BERLIN (Reuters) – A harsh reality seems to be dawning on Germans — that helping debt-ridden Greece, as part of a euro zone effort, may be inevitable.
Ever-cautious Chancellor Angela Merkel has made comments which could be seen as preparing the ground for some sort of aid and in a clear shift, some influential newspapers have started running editorials arguing Germany may have to act.
The head of Germany’s 25 million Protestants resigned on Wednesday after police stopped her for driving while under the influence of alcohol just four months after becoming the third woman to head a major Christian church.
Known as the “pop bishop,” 51-year-old Margot Kässmann is a regular on television talk shows and had been a controversial choice as head of Germany’s Evangelical Church in Germany (EKD), the main association of Protestant churches, because she is a divorced mother of four.
BERLIN (Reuters) – A majority of Germans want debt-ridden Greece to be thrown out of the euro zone if necessary and more than two-thirds oppose handing Athens billions of euros in credit, a poll published on Sunday showed.
Vocal opposition to aid for Greece from members of Chancellor Angela Merkel’s coalition also grew at the weekend with several senior politicians expressing skepticism, especially as Germany’s own recovery is fragile.
BERLIN (Reuters) – Chancellor Angela Merkel, under pressure from German voters and her coalition partners to limit support for debt-ridden Greece, is adopting a cautious approach that could put the brakes on any EU plans for financial help.
The timing of frantic talks about helping Greece could hardly be worse for Merkel, who faces her own budget problems. Fresh data on Friday showed that a recovery in Europe’s biggest economy stalled in the fourth quarter.
Germany’s leading Jesuit official has apologised for a growing number of sexual abuse cases at Jesuit high schools that have come to light recently. School officials there had failed to respond properly when they first heard of the allegations years ago, Father Stefan Dartmann, the head of Germany’s Jesuit order, said.
Dartmann said he knew of 25 former pupils who said they had been abused at presitgious Jesuit schools between 1975 and 1984 — 20 at the Canisius Kolleg in Berlin, 3 at the Hamburger St. Ansgar Schule in Hamburg and 2 at the Kolleg St. Blasien in St. Blasien in the Black Forest.
BERLIN/ZURICH (Reuters) – A Swiss lawmaker likened German attempts to buy data on cross-border tax evaders to bank robbery on Tuesday and the Swiss banking lobby said Berlin was acting as a receiver of stolen goods.
Switzerland’s interior minister clearly sought a diplomatic solution with Berlin in a sharply escalating row with the Alpine country’s most important trading partner.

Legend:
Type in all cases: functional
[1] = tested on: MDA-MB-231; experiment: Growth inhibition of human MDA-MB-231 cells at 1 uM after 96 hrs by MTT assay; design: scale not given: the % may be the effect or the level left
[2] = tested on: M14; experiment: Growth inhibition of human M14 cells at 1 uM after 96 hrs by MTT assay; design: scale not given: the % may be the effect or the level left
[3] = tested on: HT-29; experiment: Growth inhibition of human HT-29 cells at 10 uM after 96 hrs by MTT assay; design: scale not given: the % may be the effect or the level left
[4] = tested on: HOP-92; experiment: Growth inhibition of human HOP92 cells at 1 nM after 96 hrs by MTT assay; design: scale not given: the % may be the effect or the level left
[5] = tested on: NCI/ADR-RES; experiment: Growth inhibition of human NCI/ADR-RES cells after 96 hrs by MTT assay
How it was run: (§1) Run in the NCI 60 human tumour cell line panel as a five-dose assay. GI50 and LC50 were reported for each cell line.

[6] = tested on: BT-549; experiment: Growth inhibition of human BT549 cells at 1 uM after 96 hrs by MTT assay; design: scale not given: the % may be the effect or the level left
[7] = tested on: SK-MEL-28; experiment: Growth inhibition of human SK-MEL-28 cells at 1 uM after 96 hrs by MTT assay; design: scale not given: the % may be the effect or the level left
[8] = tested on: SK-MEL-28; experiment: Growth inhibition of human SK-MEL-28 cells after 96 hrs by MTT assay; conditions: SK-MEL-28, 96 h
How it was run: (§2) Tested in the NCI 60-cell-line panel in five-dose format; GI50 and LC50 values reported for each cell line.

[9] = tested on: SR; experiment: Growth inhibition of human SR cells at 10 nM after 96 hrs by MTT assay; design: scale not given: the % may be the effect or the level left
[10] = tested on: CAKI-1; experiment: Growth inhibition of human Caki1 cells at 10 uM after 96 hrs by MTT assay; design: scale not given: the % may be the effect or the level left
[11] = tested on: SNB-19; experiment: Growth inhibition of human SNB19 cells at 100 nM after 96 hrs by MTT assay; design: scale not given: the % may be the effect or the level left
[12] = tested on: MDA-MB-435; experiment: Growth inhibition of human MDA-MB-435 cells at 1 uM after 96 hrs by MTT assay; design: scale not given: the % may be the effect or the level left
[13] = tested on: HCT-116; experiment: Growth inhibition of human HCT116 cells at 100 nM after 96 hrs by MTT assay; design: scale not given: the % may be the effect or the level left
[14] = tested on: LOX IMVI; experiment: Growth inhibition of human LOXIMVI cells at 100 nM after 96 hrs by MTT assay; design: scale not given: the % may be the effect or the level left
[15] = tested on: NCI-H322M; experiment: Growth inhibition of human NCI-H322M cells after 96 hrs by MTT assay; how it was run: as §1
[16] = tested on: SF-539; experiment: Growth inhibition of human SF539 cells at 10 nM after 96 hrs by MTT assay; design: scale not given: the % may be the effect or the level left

BERLIN, Feb 2 (Reuters) – A Swiss lawmaker likened Germany’s
attempts to get hold of data on cross-border tax evaders to bank
robbery on Tuesday, turning up the volume in a growing row
between the two nations over Swiss bank secrecy.
Germany said on Monday it was prepared to pay for data on
clients of a Swiss bank offered to authorities by a
whistleblower, even if the information had been obtained
“Here we have a new form of bank robbery,” Swiss lawmaker
Pirmin Bischof told Germany’s Deutschlandfunk radio. “Before,
you had to go to the bank and get hold of the money with a
weapon. Today you can do it electronically by stealing data.
BERLIN (Reuters) – Chancellor Angela Merkel refused on Wednesday to set a date for the withdrawal of German troops from Afghanistan, saying that would only encourage the Taliban.
She also tried to justify to a highly skeptical public a new strategy to boost troop levels in Afghanistan and nearly double civilian aid to help create the conditions to start a withdrawal from next year.
BERLIN (Reuters) – German Chancellor Angela Merkel urged industrialized and emerging countries to invest more in protecting wildlife and said the U.N. should create a body to refine scientific arguments for saving animal and plant species.
Researchers say preserving nature is crucial to the fight against climate change and warn that human activity is speeding up extinctions. They also argue that peoples’ livelihoods depend on natural assets worth trillions of dollars.
German soul searching about the September air strike in Afghanistan that killed civilians contrasts starkly with the greater acceptance of what is sometimes called “collateral damage” in other countries, such as the United States.
Politicians here in Berlin have been backing away from their original robust defence of the strike in the last few weeks as more information has come to light about the circumstances of the German order to call in a U.S. F-15 fighter jet to hit two hijacked fuel trucks near Kunduz on Sept. 4.